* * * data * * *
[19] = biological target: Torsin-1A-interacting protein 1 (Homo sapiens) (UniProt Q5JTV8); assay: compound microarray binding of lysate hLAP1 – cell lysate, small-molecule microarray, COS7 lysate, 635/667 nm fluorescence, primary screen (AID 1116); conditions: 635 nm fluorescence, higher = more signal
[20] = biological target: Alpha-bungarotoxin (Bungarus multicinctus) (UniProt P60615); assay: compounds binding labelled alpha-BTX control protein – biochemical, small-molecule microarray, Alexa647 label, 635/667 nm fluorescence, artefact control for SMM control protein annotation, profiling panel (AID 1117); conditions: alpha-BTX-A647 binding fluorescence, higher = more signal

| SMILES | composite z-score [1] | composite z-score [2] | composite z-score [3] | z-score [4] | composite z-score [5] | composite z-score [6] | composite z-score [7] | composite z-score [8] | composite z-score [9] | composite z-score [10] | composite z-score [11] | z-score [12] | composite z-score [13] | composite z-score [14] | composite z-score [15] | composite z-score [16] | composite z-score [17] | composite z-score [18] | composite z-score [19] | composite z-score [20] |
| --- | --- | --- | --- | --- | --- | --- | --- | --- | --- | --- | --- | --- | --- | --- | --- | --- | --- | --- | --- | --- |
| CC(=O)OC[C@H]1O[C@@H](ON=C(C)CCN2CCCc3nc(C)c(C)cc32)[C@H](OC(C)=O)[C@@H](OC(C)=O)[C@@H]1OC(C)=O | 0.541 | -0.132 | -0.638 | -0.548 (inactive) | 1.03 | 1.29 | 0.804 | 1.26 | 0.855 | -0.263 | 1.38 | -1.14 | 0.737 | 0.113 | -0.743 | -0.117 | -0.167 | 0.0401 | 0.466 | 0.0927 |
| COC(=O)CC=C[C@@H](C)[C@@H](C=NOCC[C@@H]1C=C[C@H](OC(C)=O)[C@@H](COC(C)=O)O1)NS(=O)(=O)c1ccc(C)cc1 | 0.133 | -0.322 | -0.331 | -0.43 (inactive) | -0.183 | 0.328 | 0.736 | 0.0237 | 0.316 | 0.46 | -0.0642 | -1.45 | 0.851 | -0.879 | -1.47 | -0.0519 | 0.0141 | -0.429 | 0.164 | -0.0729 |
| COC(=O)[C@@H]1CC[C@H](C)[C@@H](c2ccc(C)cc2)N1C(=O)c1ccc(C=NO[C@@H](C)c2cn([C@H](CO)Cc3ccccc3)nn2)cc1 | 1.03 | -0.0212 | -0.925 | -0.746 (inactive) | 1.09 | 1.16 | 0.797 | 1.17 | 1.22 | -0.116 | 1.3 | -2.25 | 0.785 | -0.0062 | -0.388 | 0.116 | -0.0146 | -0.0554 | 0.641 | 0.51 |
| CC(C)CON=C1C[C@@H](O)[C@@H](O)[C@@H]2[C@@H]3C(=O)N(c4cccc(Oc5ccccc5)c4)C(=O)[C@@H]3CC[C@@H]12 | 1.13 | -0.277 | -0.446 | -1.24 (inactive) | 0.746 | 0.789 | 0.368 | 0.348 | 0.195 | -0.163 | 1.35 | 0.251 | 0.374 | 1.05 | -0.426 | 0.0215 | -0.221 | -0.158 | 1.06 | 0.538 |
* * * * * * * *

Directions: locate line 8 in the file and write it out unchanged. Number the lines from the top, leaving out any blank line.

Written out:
| CC(C)CON=C1C[C@@H](O)[C@@H](O)[C@@H]2[C@@H]3C(=O)N(c4cccc(Oc5ccccc5)c4)C(=O)[C@@H]3CC[C@@H]12 | 1.13 | -0.277 | -0.446 | -1.24 (inactive) | 0.746 | 0.789 | 0.368 | 0.348 | 0.195 | -0.163 | 1.35 | 0.251 | 0.374 | 1.05 | -0.426 | 0.0215 | -0.221 | -0.158 | 1.06 | 0.538 |